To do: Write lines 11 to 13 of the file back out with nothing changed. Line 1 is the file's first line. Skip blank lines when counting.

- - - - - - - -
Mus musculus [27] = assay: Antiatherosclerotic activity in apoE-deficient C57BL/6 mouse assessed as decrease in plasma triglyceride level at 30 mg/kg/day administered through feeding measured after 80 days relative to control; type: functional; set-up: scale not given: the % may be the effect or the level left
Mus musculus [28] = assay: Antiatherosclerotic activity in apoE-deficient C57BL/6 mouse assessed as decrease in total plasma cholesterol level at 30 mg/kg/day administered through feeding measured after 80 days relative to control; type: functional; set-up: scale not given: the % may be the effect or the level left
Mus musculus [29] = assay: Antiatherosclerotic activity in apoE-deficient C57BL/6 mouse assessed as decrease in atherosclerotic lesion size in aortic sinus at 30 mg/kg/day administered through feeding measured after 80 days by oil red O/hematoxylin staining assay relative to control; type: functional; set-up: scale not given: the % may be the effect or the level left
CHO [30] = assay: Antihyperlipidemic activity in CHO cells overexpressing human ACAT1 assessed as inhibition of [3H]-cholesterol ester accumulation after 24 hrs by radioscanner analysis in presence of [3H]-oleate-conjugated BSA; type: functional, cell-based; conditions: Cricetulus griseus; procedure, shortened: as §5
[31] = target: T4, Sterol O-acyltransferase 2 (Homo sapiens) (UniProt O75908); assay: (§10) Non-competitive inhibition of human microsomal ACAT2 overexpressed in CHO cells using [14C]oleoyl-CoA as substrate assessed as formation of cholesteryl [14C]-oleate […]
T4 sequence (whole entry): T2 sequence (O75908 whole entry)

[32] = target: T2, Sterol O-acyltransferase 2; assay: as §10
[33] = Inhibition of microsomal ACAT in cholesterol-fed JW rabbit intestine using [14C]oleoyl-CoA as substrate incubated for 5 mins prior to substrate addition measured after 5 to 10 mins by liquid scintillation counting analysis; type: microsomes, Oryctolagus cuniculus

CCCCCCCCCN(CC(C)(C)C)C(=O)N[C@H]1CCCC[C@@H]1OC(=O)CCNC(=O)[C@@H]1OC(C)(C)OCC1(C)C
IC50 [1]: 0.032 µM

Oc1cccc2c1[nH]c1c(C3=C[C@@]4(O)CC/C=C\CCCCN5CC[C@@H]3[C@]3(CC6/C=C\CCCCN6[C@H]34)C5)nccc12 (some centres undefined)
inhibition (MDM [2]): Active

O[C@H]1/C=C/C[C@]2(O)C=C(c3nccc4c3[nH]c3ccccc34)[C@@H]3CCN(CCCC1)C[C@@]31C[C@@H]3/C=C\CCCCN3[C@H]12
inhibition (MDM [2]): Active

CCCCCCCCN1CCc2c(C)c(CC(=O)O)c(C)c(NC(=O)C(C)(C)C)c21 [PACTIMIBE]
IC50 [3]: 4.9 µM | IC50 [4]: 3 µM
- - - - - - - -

Oc1cccc2c1[nH]c1c(C3=C[C@@]4(O)CC/C=C\CCCCN5CC[C@@H]3[C@]3(CC6/C=C\CCCCN6[C@H]34)C5)nccc12 (some centres undefined)
inhibition (MDM [2]): Active

O[C@H]1/C=C/C[C@]2(O)C=C(c3nccc4c3[nH]c3ccccc34)[C@@H]3CCN(CCCC1)C[C@@]31C[C@@H]3/C=C\CCCCN3[C@H]12